Quid ultra?

Frontiers and Controversies in Astrophysics

Quid Ultra? Frontiers and Controversies in Astrophysics is a series of monthly prestigious colloquia that aims to present to a broad audience of astrophysicists, PhD and master students some of the most controversial topics at the forefront of research by internationally recognized experts.

The topics that will be proposed range from the search for exo-planets and astro-chemical traces of the origin of life, to star formation, in the near and distant Universe; from the astrophysical sources of gravitational waves, to the complex mechanisms that regulate the evolution of galaxies; from the formation of black holes, to the nature of dark matter and energy and their impact on the observable properties of the Universe.

Next Lecture

Monday 4th of July 2022

Aula Conversi, 16:30 - 17:30

Pascal Oesch, University of Geneva

Our Panchromatic View of Galaxy Build-up at Cosmic Dawn into the JWST Era

The first deep images with the Hubble Space Telescope (HST) have transformed our view of the Universe. Over the following more than two decades, HST continued to extend our cosmic horizon reaching to only ~400 Myr after the Big Bang at z~11. In combination with other observations across the electromagnetic spectrum, from the rest-frame optical with Spitzer/IRAC, and now all the way to (sub)mm wavelengths with ALMA/NOEMA, we are gaining a more and more complete census and understanding of galaxy build-up across 97% of cosmic history. Yet some critical gaps remain, mainly because (1) our galaxy samples are still mostly rest-UV selected at z>3, and (2) we still only have highly-incomplete spectroscopic information at z>6. In this talk, I will present an overview of our current understanding of star-forming galaxies at z>3 based on our panchromatic view from HST+Spitzer+ALMA/NOEMA data. This will be completely revolutionized over the next months, however, as the first observations with the JWST are being taken. In particular, JWST will provide deep rest-frame optical data out to z=10, both in imaging and spectroscopy, which is truly unprecedented. JWST will thus finally allow us to probe the physics of the first generations of galaxies that ended the cosmic Dark Ages and started the reionization of the Universe.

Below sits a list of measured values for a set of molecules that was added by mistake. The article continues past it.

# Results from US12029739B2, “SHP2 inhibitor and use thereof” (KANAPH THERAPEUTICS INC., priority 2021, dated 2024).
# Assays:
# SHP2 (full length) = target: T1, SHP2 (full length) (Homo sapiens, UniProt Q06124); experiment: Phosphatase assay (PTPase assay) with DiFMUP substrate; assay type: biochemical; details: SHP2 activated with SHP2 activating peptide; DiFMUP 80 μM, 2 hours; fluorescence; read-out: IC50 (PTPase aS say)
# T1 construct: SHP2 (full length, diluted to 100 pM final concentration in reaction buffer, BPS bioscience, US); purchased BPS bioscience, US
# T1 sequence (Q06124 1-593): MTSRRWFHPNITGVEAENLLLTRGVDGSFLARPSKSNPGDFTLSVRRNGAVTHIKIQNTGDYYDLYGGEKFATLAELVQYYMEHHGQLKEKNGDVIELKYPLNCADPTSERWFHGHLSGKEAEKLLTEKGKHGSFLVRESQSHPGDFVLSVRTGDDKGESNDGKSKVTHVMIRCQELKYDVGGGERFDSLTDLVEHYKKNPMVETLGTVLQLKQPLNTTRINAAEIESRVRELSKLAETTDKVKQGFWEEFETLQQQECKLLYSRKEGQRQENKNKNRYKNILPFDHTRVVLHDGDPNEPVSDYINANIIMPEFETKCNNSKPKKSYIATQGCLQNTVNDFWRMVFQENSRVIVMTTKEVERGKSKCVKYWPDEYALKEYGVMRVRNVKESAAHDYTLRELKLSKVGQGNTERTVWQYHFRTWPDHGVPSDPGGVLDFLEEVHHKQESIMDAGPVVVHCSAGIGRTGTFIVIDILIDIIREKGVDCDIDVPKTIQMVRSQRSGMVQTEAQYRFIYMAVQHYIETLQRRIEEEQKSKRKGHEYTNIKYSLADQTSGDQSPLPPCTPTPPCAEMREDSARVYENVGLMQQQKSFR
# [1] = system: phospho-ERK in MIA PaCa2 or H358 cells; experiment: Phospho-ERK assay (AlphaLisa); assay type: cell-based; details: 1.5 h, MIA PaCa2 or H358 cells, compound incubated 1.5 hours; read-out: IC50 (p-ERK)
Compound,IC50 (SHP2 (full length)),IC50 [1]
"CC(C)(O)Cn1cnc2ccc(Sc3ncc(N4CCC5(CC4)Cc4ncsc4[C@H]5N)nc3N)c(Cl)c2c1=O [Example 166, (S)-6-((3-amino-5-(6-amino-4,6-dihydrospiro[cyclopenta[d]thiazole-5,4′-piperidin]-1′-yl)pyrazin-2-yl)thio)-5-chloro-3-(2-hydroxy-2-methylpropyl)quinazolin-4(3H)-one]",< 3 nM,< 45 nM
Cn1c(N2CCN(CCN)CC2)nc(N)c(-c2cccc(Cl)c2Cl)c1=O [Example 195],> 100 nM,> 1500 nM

Meeting ID: 81122901013

Passcode: 686688

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SOC

  • Lucio Angelo Antonelli (INAF/Osservatorio Astronomico di Roma)

  • Roberto Capuzzo Dolcetta (Dipartimento di Fisica, Sapienza Università di Roma)

  • Paolo de Bernardis (Dipartimento di Fisica, Sapienza Università di Roma)

  • Luca Graziani (Dipartimento di Fisica, Sapienza Università di Roma)

  • Enzo Pascale (Dipartimento di Fisica, Sapienza Università di Roma)

  • Francesco Piacentini (AASS PhD Deputy Coordinator, Dipartimento di Fisica, Sapienza Università di Roma)

  • Raffaella Schneider (Dipartimento di Fisica, Sapienza Università di Roma, chair)

  • Nicola Vittorio (AASS PhD Coordinator, Dipartimento di Fisica, Università di Tor Vergata)

LOC

  • Flaminia Fortuni (INAF/Osservatorio Astronomico di Roma)

  • Luca Graziani (Dipartimento di Fisica, Sapienza Università di Roma)

  • Lorenzo V. Mugnai (Dipartimento di Fisica, Sapienza Università di Roma)

  • Federico Radiconi (Dipartimento di Fisica, Sapienza Università di Roma)

  • Federica Sassano (Dipartimento di Fisica, Sapienza Università di Roma)

  • Alessandro Trinca (Dipartimento di Fisica, Sapienza Università di Roma)

  • Angela Zegarelli (Dipartimento di Fisica, Sapienza Università di Roma)

  • Raffaella Schneider (Dipartimento di Fisica, Sapienza Università di Roma, chair)